While they had a huge influx of calls when they first announced the program, the calls have slowed down. They are not continuing to get an influx of new calls with the new notices about the ability to get the water turned back on. Now that they’ve brought on more plumbers they are confident they can get the water on by next week for those homes already in their work order system.
They want to turn water on for more people, but they can’t find them.
They also recognize that two weeks is too long to wait for water service. However, they still don’t have a clear path for systematically addressing the need for emergency water delivery and/or water stations. Of course, the city is struggling with all aspects or coronavirus response and every day fewer staff are available to work as they get ill or are quarantined.
Elin Warn Betanzo Safe Water Engineering, LLC 248-326-4339
According to Crain’s Business, Consumer’s Energy CEO Patti Poppe and her husband Eric are personally donating $1 million to small businesses across Jackson County, in hopes of helping them avoid going out of business during the outbreak of COVID-19, the disease caused by the novel coronavirus.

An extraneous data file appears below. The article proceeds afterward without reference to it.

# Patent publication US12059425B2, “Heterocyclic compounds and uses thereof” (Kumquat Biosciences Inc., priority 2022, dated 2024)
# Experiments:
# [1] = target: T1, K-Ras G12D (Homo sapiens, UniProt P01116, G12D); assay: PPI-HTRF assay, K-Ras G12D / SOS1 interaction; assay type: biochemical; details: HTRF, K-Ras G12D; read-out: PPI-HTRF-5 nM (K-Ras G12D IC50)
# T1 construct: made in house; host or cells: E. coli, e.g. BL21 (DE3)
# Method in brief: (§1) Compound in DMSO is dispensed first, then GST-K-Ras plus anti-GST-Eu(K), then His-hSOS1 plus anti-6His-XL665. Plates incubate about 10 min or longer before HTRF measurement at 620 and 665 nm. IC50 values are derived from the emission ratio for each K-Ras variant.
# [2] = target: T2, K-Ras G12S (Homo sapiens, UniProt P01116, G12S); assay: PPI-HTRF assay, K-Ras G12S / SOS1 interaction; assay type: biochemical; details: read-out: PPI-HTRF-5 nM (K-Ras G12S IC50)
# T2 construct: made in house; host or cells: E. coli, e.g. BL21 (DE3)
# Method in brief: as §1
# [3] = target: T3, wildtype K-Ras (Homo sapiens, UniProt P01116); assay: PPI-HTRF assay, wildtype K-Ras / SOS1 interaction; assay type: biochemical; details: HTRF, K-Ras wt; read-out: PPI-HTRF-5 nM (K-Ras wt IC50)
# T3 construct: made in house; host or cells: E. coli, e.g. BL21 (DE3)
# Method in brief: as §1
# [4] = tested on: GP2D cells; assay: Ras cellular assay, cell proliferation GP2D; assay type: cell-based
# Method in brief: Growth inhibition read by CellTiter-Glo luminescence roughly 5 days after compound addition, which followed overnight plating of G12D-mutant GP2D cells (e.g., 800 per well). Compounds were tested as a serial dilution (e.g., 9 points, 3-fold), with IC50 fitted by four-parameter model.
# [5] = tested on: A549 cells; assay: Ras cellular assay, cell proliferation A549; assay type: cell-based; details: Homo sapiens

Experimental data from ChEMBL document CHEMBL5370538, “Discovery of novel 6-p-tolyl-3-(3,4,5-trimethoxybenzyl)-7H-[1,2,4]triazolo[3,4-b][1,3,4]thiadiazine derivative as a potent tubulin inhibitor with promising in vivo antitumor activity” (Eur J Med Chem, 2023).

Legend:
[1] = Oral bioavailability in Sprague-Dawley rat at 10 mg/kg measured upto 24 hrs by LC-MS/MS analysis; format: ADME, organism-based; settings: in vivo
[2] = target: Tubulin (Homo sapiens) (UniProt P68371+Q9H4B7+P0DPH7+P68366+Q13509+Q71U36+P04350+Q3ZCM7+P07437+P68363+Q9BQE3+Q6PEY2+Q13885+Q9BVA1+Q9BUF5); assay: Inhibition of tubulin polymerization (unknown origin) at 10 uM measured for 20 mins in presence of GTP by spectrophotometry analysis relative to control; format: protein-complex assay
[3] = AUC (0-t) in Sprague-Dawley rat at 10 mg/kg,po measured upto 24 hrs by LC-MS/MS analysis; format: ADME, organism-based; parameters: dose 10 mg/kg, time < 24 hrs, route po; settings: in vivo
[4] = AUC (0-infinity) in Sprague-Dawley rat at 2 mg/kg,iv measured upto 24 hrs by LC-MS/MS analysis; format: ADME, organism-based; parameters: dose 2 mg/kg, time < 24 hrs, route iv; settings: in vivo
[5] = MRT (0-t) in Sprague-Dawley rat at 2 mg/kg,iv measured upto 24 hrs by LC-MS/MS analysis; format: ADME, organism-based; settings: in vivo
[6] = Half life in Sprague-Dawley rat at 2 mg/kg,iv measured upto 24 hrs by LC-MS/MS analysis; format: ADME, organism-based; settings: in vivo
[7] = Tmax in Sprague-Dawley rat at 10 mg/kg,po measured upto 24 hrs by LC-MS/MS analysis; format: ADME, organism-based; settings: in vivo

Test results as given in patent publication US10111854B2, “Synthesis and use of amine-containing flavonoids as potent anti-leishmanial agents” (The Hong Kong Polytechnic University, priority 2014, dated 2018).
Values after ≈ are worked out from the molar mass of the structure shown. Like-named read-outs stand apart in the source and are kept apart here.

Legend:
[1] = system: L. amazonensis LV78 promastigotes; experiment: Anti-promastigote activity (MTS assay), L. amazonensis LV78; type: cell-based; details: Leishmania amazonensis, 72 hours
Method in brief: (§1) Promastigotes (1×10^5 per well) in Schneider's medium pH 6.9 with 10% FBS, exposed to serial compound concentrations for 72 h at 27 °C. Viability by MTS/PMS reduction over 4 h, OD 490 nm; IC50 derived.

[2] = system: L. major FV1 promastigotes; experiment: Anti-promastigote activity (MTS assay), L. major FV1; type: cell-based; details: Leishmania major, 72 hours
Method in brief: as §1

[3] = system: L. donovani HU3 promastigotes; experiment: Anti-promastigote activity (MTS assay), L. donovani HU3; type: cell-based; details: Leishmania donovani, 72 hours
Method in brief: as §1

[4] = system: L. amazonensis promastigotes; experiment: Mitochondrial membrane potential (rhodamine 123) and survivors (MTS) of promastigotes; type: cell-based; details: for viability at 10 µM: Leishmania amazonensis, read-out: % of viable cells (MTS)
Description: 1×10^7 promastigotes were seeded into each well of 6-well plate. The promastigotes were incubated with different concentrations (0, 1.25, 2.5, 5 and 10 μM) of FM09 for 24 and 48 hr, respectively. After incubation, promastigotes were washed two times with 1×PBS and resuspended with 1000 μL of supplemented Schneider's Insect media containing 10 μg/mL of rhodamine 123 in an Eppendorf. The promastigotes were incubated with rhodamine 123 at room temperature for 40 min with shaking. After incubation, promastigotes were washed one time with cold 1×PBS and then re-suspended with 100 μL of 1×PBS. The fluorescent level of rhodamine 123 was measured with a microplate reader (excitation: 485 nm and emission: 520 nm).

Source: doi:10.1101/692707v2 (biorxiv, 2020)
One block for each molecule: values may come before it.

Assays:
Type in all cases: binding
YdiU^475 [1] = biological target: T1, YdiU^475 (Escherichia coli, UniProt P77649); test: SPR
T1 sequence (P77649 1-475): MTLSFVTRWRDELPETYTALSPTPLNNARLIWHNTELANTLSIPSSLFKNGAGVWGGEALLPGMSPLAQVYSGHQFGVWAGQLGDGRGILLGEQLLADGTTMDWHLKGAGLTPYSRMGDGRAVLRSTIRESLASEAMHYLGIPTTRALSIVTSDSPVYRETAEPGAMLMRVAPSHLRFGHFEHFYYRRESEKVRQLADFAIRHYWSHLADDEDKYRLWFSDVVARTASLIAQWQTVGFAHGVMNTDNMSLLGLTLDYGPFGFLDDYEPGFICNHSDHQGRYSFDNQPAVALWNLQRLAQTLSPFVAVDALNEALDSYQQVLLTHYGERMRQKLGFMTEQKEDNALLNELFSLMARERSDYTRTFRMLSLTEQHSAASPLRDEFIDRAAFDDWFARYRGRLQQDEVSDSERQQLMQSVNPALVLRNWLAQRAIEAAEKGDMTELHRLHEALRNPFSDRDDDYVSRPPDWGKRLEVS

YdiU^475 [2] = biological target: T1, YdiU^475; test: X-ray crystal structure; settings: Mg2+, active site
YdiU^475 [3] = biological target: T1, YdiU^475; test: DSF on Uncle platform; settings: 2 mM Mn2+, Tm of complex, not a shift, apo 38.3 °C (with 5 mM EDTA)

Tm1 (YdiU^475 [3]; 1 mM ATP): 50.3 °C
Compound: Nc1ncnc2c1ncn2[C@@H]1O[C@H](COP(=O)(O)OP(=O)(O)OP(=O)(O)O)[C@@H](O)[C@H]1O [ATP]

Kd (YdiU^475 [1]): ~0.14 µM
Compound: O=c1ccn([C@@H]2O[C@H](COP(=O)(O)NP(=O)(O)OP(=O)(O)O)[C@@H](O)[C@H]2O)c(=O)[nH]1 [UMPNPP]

Poppe last October was the recipient of the IFLC visionary leadership award at IFLC’s annual awards dinner.
IFLC Newsletter editor Stacy Gittleman ponders the far-reaching consequences COVID-19 will have on the way we gather and pray.
Judaism is a religion filled with kisses.
From a young age, we teach our children as they walk through a doorway to kiss a mezuzah, a cylindrical vessel nailed to our doorposts that contain central texts from the Torah.
When we drop a prayer book, it is customary to give the book a kiss and often, we put our lips to our prayer books as we finish praying.